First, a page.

The Bible is clear that fasting is something we should practice. One may wonder if fasting has to be done strictly with food. There are some of us who have medial (or psychological) issues where abstaining from food would not be healthy. Some in the church would tell you that yes fasting needs to be from food and that the Lord will sustain you if you have a medical issue. While I do believe that the Lord is all powerful and therefore able to sustain someone who would be called to fast in this way, I am not someone who believes fasting must only be done with food. I do not feel I can emphasize enough, the importance of fasting is not in the semantics, there is no room for legalism. God wants our hearts to be focused on Him. For some, giving up food may not be an issue, but giving up time spent online, or watching television would present more of a challenge. If you don’t watch television abstaining from it wont make for much of a fast, each individual must pray about and decide what areas in their personal lives to fast from.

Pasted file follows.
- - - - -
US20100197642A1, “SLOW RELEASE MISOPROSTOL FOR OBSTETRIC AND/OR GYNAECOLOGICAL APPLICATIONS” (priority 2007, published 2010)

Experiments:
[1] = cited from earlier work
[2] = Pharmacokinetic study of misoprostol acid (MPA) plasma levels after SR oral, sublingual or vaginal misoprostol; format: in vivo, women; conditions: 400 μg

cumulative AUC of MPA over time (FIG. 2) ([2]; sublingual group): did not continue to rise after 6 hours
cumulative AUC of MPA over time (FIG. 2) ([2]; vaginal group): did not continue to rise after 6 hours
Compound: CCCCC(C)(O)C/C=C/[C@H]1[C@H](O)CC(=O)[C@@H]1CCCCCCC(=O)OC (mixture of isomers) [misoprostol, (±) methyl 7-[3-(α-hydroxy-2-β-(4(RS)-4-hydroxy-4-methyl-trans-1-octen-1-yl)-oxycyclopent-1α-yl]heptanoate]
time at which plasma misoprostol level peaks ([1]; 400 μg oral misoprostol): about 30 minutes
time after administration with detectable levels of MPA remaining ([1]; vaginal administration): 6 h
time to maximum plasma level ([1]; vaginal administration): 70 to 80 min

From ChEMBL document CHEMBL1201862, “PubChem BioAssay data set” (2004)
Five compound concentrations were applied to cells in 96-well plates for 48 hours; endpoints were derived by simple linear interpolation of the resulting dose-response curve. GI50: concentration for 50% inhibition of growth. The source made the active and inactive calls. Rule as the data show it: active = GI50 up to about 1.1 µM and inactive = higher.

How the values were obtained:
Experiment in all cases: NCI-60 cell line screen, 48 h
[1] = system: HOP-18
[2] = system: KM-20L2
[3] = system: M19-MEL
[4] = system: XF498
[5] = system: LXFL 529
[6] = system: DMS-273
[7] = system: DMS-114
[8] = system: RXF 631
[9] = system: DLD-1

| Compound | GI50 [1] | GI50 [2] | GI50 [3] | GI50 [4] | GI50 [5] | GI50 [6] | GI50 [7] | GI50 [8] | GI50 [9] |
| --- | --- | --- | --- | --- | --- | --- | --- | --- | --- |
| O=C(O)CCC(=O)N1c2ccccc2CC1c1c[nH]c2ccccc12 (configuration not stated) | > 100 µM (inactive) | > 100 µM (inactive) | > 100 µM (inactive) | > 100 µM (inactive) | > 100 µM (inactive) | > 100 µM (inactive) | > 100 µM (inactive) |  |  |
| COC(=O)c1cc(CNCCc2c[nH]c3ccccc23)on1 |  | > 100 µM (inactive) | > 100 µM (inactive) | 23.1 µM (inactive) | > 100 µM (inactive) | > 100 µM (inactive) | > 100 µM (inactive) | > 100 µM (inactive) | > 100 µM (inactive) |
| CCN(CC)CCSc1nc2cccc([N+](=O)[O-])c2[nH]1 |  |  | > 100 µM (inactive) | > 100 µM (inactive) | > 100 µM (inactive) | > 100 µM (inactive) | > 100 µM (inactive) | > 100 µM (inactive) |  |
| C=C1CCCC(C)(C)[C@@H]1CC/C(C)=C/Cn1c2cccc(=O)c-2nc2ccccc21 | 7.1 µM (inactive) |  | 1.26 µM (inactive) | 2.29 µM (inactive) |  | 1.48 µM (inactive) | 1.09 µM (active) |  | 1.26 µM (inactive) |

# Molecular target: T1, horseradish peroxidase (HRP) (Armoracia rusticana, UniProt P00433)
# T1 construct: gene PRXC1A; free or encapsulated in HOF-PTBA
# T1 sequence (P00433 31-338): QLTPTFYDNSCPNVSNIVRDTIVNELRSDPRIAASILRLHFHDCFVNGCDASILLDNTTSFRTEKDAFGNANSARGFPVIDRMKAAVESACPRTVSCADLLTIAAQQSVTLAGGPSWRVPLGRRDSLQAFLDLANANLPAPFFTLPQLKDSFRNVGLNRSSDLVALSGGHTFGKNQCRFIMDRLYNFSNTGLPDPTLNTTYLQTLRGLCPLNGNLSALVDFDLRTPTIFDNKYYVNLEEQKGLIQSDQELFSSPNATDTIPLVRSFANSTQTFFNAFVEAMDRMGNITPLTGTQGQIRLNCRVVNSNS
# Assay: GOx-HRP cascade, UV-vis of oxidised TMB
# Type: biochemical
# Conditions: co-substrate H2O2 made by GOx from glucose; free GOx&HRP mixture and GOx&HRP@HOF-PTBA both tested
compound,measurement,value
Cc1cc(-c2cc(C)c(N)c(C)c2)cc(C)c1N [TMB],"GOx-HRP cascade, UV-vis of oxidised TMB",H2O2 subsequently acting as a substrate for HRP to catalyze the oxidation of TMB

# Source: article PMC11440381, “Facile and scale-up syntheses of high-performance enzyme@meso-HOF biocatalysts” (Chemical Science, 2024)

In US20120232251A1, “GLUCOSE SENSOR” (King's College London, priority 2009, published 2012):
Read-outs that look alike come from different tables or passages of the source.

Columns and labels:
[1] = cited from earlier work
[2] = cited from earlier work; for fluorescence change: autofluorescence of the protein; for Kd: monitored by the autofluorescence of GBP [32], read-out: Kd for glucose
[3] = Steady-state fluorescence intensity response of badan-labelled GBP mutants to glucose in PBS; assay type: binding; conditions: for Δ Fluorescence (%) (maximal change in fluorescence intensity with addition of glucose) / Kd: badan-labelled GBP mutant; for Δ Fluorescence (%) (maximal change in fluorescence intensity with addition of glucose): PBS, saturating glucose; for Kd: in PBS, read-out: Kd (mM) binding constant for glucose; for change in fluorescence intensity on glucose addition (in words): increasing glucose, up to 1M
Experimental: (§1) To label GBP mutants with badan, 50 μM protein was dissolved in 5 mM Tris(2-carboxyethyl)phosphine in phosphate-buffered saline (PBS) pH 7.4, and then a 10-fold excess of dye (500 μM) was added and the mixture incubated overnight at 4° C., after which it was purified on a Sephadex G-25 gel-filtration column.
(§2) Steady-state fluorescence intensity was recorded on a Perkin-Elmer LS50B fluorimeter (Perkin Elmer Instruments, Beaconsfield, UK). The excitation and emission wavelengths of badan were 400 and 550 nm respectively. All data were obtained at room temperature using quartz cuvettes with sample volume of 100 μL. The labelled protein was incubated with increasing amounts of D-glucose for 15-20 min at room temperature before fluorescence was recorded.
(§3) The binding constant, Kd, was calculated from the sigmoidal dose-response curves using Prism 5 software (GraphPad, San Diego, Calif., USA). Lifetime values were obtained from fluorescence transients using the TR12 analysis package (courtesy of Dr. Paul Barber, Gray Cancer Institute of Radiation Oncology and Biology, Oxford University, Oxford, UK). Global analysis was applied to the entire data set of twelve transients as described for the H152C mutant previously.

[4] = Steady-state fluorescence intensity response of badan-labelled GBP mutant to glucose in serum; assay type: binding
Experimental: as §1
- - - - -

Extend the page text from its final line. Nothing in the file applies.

Fasting is about abstaining from something that challenges us in order to take the time we are without to draw nearer to the Lord. If you are interested in fasting but cannot for whatever reason abstain from food don’t give up hope.
How Not to Fast